His receiver is fine for his application with the Ascend speakers. If he's using Bass Management, he's even better off, as the bass re-direction with bass management relieves the amps of their maximum power delivery requirements.
He may use it in pure direct for 2 channel, or use a lower crossover ie small 60hz.

Go and borrow a power amplifier and see what you think.
 

·
Premium Member
Joined
·
14,049 Posts
"There is NEVER a "real life" situation where all the channels are driven to full output simultaneously. NEVER!"
Stop making excuses for poor quality amplifiers, that fail when all channels are used.
"Making excuses?" I'm not making excuses for anything. Show me a soundtrack where all 5 or 7 channels have a full range, (3 Hz to 20 kHz), full scale, (105 db for speakers, 115 dB for LFE), signal in them at the same time. If you can show me that, I'll put some credibility into the "all channels driven" measurement performed by S&V. But even then, I would only care about that measurement if the system were run without Bass Management. If the channels are Bass Managed, the need for "full range" output is significantly reduced. With Bass Management invoked, the applicability of the "all channels driven" measurement is virtually completely discredited.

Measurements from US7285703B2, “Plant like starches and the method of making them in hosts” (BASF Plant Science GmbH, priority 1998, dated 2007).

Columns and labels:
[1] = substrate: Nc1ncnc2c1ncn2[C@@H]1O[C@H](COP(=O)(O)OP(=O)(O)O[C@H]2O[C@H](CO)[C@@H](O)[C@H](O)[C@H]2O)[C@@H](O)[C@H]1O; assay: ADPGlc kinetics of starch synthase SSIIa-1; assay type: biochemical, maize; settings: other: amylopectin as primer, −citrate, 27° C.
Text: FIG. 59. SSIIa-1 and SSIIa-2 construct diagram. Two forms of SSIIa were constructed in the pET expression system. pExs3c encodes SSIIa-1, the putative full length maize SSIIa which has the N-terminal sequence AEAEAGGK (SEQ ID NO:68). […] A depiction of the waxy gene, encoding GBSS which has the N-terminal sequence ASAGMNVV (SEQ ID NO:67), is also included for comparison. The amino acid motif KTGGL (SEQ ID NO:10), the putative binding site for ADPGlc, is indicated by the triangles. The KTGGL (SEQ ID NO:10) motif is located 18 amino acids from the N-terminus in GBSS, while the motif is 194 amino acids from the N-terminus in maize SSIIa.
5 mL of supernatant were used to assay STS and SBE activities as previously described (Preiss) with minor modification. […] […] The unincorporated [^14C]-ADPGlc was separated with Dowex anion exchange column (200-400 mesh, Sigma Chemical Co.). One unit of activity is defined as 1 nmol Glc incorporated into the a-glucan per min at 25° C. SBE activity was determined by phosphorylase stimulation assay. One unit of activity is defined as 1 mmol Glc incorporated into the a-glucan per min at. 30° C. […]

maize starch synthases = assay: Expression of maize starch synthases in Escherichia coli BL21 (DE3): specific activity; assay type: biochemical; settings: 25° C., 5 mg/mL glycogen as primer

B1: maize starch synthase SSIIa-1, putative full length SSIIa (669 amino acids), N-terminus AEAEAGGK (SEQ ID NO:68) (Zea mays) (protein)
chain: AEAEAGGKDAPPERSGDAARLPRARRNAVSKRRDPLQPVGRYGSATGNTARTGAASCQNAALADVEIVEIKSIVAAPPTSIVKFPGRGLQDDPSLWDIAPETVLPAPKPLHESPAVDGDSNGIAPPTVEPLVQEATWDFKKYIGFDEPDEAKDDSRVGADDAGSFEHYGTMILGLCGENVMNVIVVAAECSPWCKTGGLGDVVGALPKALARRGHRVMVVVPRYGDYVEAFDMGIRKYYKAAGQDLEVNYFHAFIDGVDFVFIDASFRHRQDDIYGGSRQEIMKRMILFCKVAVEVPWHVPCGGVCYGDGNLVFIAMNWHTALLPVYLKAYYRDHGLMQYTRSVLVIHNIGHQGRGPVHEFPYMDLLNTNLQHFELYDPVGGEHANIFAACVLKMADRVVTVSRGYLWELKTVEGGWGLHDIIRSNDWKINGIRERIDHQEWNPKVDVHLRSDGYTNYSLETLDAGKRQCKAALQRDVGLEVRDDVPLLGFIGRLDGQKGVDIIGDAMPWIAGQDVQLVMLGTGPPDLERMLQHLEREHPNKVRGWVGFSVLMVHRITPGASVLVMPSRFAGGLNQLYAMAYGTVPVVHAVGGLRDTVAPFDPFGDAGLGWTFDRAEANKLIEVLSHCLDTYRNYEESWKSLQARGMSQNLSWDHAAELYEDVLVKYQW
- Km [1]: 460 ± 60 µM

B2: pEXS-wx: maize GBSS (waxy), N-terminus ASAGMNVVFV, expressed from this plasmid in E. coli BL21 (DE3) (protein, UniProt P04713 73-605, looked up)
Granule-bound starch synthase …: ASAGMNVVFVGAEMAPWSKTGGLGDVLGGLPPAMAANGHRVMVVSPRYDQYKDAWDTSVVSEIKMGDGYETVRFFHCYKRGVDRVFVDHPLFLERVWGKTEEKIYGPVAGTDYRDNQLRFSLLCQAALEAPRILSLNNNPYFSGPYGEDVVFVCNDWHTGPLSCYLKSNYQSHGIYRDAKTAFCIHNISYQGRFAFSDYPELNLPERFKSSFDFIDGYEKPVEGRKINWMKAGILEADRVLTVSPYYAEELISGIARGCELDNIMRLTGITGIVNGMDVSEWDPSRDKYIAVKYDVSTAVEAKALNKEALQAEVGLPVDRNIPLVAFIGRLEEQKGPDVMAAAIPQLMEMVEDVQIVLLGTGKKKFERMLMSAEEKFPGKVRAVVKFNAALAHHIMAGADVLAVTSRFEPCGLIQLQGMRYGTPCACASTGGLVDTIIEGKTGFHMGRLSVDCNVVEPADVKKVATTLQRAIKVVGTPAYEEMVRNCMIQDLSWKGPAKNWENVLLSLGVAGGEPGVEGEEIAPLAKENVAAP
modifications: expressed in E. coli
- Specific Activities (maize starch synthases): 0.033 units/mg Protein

He may use it in pure direct for 2 channel, or use a lower crossover ie small 60hz.

Go and borrow a power amplifier and see what you think.
What??? This is not about my own personal experience or priorities. I have power amps capable of 2,400 watts per channel for my L/R's and 650 wpc for my CC and surrounds. I have 7,200 watts of power available for my subs, all of these power amps are on separate electrical circuits. I believe in amplifier "overkill" for my own system. However, I am realistic enough to know that my system is massive overkill, and that much lower targets would work just fine. The amps in the OP's receiver should be more than adequate for his application.

Craig
 
  • Like
Reactions: dsrussell

·
Registered
Joined
·
7,013 Posts